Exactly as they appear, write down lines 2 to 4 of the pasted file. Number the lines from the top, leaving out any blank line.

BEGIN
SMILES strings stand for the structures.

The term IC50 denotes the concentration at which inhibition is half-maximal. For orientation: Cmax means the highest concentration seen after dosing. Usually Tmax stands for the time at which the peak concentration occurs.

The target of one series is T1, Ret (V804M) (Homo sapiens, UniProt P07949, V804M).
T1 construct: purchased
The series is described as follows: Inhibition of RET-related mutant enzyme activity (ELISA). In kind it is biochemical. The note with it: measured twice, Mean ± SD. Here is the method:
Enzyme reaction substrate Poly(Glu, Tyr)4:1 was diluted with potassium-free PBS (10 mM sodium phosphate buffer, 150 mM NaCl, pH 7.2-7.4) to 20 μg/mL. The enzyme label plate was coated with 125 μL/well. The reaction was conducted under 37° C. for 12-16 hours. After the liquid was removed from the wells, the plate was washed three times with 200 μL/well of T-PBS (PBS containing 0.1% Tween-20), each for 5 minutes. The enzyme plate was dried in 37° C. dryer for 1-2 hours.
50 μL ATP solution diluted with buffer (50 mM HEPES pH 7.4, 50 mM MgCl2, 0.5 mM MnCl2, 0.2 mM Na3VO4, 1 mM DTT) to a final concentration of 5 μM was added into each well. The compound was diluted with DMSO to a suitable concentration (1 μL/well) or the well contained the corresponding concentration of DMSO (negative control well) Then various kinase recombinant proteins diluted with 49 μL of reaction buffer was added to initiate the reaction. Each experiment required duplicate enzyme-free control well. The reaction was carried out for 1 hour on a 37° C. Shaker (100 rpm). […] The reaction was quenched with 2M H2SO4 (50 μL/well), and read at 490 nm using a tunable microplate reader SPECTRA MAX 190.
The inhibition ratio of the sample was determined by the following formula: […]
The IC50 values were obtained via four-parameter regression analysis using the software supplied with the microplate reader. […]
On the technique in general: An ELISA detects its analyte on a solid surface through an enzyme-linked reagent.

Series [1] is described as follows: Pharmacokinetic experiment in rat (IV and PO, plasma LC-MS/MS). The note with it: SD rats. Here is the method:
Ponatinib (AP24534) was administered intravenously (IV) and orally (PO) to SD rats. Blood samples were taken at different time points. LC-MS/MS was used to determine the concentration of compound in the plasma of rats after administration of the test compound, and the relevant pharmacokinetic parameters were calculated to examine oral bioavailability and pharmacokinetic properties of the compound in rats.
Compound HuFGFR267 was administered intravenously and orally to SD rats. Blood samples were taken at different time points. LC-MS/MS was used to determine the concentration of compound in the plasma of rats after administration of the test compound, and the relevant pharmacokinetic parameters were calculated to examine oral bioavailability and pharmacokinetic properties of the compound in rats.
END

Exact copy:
The term IC50 denotes the concentration at which inhibition is half-maximal. For orientation: Cmax means the highest concentration seen after dosing. Usually Tmax stands for the time at which the peak concentration occurs.

The target of one series is T1, Ret (V804M) (Homo sapiens, UniProt P07949, V804M).
T1 construct: purchased